MUST READS

MUST READS

THE OTHER BLACK GIRL by Zakiya Dalila Harris (Bloomsbury £8.99, 368pp)

THE OTHER BLACK GIRL 

by Zakiya Dalila Harris (Bloomsbury £8.99, 368pp) 

For Nella Rogers, working at a New York literary publishing house is a dream job. However, alongside the thrill of meeting famous authors, she faces isolation, clumsy language (and worse) from her preppy white colleagues.

So when another black girl joins the firm, Nella is delighted. Hazel is beautiful, confident and eager to pick Nella’s brains about publishing. Yet when Nella earns her boss’s disapproval by giving an honest opinion of an author’s manuscript, Hazel doesn’t back her up. Instead, she seems intent on a vicious game of office politics in which Nella is the loser. 

When Nella begins receiving anonymous notes telling her to quit her job, a sinister conspiracy begins to unfold. Zakiya Dalila Harris worked in publishing herself and her first novel is both a tense mystery and a wickedly sharp satire of the industry.

AN EVIL LOVE 

by Geoffrey Wansell (John Blake £9.99, 512pp) 

Between 1967 and 1987 the serial killer Fred West, with his wife Rosemary, committed at least 12 murders of young women, who were sexually abused and tortured before being killed. The victims included Fred West’s ex-wife Rena, his step daughter Charmaine. 

Over the years, West had repeatedly been charged with crimes including rape and child cruelty, but each case had collapsed. Finally, in 1994, the Wests were charged with murder.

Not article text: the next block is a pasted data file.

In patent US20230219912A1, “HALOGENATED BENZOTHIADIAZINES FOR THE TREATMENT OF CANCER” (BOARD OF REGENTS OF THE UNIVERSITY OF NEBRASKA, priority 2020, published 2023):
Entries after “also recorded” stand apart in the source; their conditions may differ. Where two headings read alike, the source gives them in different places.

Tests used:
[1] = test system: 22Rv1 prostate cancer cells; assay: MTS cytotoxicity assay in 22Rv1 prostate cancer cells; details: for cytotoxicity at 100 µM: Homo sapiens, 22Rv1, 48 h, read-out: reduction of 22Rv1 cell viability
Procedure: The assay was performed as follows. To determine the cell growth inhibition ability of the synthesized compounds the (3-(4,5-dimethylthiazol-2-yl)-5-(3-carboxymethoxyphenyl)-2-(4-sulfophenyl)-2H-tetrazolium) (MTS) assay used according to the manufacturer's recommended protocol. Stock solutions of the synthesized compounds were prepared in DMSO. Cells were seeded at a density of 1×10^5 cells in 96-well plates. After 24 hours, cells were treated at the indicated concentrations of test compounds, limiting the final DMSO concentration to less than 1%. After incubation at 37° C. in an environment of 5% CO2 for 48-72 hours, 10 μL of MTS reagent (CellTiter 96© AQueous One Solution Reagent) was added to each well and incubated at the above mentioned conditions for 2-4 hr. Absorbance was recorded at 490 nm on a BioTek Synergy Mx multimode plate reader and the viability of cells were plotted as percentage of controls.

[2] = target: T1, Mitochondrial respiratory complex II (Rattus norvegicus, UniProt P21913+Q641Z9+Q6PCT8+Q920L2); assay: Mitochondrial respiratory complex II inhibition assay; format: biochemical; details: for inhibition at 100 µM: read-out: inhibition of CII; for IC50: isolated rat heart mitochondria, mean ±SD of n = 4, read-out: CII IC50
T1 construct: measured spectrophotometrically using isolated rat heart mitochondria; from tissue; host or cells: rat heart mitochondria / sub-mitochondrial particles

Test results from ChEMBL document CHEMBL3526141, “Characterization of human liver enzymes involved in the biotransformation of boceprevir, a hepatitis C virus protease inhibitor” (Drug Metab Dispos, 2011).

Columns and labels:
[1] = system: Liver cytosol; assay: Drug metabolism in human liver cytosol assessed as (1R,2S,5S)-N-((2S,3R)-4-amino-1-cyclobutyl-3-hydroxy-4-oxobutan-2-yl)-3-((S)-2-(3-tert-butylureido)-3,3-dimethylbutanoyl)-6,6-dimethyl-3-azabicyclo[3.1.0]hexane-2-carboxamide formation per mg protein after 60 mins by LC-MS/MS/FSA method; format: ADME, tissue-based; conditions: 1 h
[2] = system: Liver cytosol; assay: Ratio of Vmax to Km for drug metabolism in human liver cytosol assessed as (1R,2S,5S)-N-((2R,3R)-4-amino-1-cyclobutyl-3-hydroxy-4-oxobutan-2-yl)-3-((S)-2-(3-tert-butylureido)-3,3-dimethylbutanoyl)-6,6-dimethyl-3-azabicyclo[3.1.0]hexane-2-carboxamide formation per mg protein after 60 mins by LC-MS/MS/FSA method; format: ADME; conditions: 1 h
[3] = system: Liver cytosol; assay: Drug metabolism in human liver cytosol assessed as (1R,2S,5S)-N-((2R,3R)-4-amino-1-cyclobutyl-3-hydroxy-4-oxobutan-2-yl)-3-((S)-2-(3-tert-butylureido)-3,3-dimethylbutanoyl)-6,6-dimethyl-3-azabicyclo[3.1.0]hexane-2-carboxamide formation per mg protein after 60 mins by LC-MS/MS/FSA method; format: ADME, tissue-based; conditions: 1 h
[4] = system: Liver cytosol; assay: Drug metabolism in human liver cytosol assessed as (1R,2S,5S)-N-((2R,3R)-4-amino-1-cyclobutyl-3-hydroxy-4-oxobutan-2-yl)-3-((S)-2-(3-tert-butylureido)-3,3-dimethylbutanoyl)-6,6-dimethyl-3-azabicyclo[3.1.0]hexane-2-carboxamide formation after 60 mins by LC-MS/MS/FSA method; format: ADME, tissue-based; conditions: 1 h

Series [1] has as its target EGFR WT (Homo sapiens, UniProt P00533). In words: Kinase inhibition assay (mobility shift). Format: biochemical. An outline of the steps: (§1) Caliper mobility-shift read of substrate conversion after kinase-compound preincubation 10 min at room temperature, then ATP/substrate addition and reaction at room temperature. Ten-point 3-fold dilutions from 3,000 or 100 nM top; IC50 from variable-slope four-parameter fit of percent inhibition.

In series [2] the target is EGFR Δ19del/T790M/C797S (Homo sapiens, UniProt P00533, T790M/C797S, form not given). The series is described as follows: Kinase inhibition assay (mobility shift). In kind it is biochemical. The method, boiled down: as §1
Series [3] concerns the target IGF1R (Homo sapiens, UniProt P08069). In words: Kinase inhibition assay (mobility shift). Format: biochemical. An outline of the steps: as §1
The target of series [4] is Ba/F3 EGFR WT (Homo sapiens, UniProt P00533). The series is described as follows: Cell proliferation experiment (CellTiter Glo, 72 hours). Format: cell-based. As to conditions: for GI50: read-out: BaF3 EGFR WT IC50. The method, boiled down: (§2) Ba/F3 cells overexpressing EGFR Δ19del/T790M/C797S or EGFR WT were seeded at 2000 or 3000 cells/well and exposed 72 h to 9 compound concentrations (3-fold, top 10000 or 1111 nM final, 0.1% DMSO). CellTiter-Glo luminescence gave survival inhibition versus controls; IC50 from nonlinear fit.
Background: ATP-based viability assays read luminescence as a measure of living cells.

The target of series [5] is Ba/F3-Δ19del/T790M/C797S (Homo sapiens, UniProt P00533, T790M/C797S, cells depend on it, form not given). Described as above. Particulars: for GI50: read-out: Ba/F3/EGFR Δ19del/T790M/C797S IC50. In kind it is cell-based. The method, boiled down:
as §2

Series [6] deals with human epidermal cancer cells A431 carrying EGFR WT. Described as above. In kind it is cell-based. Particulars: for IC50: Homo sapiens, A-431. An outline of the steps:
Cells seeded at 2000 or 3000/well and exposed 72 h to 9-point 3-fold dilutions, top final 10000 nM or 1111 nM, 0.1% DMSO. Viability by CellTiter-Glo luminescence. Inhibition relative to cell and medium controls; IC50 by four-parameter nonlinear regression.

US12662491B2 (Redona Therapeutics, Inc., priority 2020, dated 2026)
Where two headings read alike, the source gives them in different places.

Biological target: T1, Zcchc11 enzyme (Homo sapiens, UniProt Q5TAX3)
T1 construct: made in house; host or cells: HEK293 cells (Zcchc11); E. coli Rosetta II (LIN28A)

In 1995 Fred West escaped justice by hanging himself while on remand in Birmingham Prison. Rosemary West was convicted on ten counts of murder and sentenced to life in prison. 

Geoffrey Wansell tells the horrifying story of a man who was the true epitome of evil. 

A FUNNY LIFE by Michael McIntyre (Pan £9.99, 352pp)

A FUNNY LIFE 

by Michael McIntyre (Pan £9.99, 352pp) 

Michael McIntyre’s first memoir ended with him poised for his big break. After years of struggling on the comedy circuit, his appearance at the Royal Variety Performance in 2006 changed everything. His second autobiography begins with a lunch meeting with Elaine Bedell, Head of Entertainment at the BBC, where he managed to squirt a lemon in her eye. 

The mishap didn’t harm his careeer, but the precariousness of success haunts his memoir, which records a hilarious series of comic disasters, such as the night at the BAFTAs when a joke failed so badly even his mum said he was terrible, and his lacklustre performance as a judge on Britain’s Got Talent. 

Still, failure only drives him to work harder. Honest, hilarious and unexpectedly poignant, A Funny Life is an irresistible account of the highs and lows of a life in showbiz. 

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